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Health and BodyBuilding.

(By Physical Guitarist)., It is no exaggeration to say that not one person in a thousand fully appreciates the marvellous power that exists in the mind when brought to bear upon the muscles during exercise—in fact, no exercise is of any value unless the mind is concentrated upon it. When exercise is used in the treatment of disease the action of the will power is especially necessary. For instance ; Before wo can carry any plan to a successful issue, we must concentrate all our thoughts and energies upon it. Therefore, if you want to cultivate health and strength you must be able to concentrate all j r our attention and thoughts • on the particular muscles you are exercising. I remember seeing a fellow vigorously swinging a pair of dumb-bells about, and talking excitedly to someone in the same room. As a matter of fact, that man would derive but little benefit from his exercise, until he brought his mind to bear on the muscles he was supposed to be exercising. When the attention or mind is directed, riveted, or concentrated on any muscle or part of the body, increased activity in that region will result. The reason why many men who do haz-d woi'k have not vez-y largely developed muscles is because when working their minds have not been concentrated on the muscles used. The muscular action is mechanical- Why the mind should be used during exercise will be understood when it is remembered that the brain is the dominating organ of the body. Every muscle, nerve, and oi'gan is directly influenced by it and the mind. Through the mind or the pai'ticular thoughts we have the function of every organ of the body may be assisted or retarded, and it is through unconscious action of the mind upon the body that so many diseases are produced and so many cui’ed. Imagination is responsible for many troubles and complaints. There is a great deal of truth in the old saying, “As a man thinketh, so is he.” It is an indisputable fact that each one’s own thought reproduces its action in his own body. For the information of those who have not studied this subject, let me now explain HOW it is that the mind has such a control over the body and its functions. Many of the braib cells are motor ones, which, when aroused by a sugestion, a thought, or belief, send okt impulses or a force to the various organs or muscles of the body. The state of condition of the organs or muscles of the body depends on the nature or condition of the particular cells which affect influence or control them. Thought is a force, and the more a person dwells on thought, or the more strongly he entertains a belief the more active these brain cells become, and the greater the blood is supplied to them, owing to a law of nature which demands that where there is increased activity in the body there shall also be increased circulation. To make my meaning clear, suppose a person thinks and gets the idea into his head that his liver is sluggish, or that his digestion is weak, the more he thinks or imagines his liver or stomach to be in that state, the more will the brain or motor cells, which affect or influence these organs for the proper pez-form-ance of their functions, become inactive. Now, resolutely and pei'sistently change the thoughts or befic-f about the sluggishness of the liver, or the stomach being weak, by opposite thoughts, as to their being in a healthy condition. In a word replace the old thoughts with new ones. By repeated suggestions, or positive assertions, we can place entirely new impressions in the mind. The result is that the old thoughts of weakness, etc., become inactive, and the stimulation of the brain cells from which they spring diminishes. By reason of the establishment of these thoughts or convictions certain motor cells of the brain, which have been lying dormant, or have become sluggish, are aroused, and the liver and stomach or other organs influenced by them perform their proper functions once more. The following points should be specially noted : 1. That the vital force which heals the patient is within the patient himself. 2. That the vital force is generated within the patient himself, by the digestion and assimilation of food.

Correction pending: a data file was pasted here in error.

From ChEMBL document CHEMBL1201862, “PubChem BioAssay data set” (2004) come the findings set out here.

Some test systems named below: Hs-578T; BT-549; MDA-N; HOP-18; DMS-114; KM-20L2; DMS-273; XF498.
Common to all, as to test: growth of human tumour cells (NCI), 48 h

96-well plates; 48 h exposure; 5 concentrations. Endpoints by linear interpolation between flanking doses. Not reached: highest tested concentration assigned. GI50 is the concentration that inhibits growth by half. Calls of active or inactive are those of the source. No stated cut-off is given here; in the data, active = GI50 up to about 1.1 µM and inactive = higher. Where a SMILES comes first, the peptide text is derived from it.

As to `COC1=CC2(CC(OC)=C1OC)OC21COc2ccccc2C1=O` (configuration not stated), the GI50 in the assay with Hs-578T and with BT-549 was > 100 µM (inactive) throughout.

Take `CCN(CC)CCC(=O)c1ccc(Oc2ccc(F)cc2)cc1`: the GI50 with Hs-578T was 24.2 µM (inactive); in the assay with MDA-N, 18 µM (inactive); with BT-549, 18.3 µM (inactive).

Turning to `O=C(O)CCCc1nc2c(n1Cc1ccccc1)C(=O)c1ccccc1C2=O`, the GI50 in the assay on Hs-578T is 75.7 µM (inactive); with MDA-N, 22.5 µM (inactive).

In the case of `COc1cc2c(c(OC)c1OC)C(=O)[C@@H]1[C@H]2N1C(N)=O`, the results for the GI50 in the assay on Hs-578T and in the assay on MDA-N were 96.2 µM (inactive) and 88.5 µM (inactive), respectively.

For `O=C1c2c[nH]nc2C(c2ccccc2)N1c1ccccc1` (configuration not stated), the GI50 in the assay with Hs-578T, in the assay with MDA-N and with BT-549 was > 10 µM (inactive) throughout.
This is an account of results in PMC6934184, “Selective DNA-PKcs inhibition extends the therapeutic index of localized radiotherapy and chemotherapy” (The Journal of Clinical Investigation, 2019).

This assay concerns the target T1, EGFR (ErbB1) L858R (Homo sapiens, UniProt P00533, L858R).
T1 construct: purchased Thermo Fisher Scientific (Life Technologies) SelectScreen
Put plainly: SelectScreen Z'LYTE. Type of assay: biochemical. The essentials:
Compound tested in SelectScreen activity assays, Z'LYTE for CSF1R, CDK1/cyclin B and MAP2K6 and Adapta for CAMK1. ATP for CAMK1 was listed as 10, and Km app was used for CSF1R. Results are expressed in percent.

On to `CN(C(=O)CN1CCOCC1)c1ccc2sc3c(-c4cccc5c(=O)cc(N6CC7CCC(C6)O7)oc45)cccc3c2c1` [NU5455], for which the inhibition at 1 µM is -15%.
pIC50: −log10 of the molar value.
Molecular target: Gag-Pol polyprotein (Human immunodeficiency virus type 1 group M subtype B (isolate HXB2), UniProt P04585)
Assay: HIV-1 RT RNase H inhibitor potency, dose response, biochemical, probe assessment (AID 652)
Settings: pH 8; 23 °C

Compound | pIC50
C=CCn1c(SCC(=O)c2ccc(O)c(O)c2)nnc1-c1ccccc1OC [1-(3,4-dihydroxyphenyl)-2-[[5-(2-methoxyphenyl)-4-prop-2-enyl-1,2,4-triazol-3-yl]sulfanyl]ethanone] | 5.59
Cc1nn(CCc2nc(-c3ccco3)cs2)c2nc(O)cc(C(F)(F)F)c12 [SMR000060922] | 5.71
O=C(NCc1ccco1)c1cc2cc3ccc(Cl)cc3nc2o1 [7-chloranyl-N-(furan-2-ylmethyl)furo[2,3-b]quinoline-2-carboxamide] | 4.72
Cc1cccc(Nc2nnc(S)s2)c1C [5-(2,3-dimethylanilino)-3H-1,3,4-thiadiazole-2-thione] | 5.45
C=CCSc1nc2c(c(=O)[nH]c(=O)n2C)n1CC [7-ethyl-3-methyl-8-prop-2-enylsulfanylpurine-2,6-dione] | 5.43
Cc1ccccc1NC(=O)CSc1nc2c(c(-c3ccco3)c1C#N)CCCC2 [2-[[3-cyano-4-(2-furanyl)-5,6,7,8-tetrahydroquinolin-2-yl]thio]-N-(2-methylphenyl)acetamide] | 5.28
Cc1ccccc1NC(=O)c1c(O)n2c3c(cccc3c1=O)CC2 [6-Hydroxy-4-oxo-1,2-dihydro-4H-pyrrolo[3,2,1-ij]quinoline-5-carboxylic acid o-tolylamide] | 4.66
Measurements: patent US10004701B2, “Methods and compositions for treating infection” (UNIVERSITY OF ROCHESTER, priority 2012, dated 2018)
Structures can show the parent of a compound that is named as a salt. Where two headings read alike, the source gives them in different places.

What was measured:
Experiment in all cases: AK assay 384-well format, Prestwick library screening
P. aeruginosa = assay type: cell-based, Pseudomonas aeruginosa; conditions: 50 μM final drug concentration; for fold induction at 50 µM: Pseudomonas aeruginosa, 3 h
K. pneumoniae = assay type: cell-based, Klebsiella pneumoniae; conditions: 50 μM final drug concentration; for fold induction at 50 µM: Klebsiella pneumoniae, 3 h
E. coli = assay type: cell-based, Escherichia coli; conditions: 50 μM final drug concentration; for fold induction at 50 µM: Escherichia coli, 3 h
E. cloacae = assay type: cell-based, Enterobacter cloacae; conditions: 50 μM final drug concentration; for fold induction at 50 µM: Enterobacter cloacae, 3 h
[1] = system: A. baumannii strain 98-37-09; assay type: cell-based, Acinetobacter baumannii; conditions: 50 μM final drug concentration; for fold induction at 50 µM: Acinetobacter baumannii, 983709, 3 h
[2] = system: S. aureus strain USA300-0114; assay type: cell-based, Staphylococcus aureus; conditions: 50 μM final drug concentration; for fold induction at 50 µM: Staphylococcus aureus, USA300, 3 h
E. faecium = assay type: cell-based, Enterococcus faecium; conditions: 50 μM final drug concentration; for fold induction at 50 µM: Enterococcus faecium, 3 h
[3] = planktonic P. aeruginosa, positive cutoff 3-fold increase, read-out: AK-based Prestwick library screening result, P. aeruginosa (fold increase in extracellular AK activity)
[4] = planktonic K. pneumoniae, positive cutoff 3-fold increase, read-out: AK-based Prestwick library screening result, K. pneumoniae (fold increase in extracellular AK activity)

3. That the amount of vital force generated depends on the quality and quantity of food ihtroduced. 4. That the brain, through the spinal coz'd, has a great deal of cozztrol over the syznpathetic nez’vous system, conseqzzently the digestion may be retarded or cozzzpletely stopped by certain znental states, szich as fear, anger, excitezzzent, gz'ief, worz-y, or anxiety. 5. That he or she is of a cool, cabzz, perfect self-constrained disposition, not only succeeds izz life, but has a strong digestiozz, nerve force, and plezzty of vigour. Such a disposition should be the aizzz of all to cultivate, as it is bzie of the gi'eatL'st persozzal possessions.

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Bibliographic details

Health and Body-Building., Southern Cross, Volume 14, Issue 49, 2 February 1907

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Health and Body-Building. Southern Cross, Volume 14, Issue 49, 2 February 1907

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